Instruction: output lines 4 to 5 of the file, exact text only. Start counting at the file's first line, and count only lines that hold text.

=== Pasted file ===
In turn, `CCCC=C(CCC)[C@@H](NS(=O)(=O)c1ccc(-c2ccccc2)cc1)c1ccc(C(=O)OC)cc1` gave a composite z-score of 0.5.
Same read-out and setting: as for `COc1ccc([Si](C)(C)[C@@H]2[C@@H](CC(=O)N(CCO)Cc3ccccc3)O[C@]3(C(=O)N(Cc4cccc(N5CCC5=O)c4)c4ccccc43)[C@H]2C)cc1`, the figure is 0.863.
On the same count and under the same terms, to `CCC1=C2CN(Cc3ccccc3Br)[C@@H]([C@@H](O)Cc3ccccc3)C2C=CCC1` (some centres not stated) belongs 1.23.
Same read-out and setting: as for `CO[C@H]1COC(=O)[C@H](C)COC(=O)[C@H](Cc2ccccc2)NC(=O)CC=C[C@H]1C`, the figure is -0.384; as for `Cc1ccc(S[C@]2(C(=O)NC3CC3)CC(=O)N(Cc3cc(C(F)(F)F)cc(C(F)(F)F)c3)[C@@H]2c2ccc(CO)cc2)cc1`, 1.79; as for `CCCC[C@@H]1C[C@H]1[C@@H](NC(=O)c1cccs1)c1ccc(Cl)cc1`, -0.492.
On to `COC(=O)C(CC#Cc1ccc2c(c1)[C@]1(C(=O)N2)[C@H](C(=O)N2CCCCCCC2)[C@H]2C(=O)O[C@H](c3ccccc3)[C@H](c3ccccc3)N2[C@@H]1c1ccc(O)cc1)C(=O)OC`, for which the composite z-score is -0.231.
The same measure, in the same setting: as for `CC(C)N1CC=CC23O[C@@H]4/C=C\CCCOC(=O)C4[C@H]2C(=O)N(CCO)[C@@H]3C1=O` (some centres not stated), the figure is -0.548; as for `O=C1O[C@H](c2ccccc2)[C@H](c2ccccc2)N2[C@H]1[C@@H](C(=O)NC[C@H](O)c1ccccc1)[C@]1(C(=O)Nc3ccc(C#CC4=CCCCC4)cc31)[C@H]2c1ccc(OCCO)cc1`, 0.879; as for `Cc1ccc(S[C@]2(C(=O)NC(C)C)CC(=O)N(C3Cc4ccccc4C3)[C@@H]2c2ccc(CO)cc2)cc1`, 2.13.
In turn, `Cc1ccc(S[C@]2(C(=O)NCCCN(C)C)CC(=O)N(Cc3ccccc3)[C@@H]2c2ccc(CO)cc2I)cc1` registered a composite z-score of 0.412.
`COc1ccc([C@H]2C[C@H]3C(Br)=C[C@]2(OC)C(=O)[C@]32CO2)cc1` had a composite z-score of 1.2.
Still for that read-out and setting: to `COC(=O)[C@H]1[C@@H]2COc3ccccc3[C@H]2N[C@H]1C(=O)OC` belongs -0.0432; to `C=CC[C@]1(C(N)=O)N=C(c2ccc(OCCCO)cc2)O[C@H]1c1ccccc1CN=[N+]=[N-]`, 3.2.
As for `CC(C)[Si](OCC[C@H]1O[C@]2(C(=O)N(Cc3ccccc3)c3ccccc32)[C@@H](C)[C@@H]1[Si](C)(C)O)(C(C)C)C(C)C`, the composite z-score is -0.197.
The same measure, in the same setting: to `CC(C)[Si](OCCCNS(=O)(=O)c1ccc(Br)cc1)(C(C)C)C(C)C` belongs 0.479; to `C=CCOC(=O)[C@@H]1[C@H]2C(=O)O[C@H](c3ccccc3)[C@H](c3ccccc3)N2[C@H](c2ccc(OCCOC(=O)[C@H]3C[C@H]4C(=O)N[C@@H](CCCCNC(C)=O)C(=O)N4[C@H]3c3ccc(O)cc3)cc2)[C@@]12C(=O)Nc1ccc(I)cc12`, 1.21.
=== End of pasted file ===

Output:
Same read-out and setting: as for `CO[C@H]1COC(=O)[C@H](C)COC(=O)[C@H](Cc2ccccc2)NC(=O)CC=C[C@H]1C`, the figure is -0.384; as for `Cc1ccc(S[C@]2(C(=O)NC3CC3)CC(=O)N(Cc3cc(C(F)(F)F)cc(C(F)(F)F)c3)[C@@H]2c2ccc(CO)cc2)cc1`, 1.79; as for `CCCC[C@@H]1C[C@H]1[C@@H](NC(=O)c1cccs1)c1ccc(Cl)cc1`, -0.492.
On to `COC(=O)C(CC#Cc1ccc2c(c1)[C@]1(C(=O)N2)[C@H](C(=O)N2CCCCCCC2)[C@H]2C(=O)O[C@H](c3ccccc3)[C@H](c3ccccc3)N2[C@@H]1c1ccc(O)cc1)C(=O)OC`, for which the composite z-score is -0.231.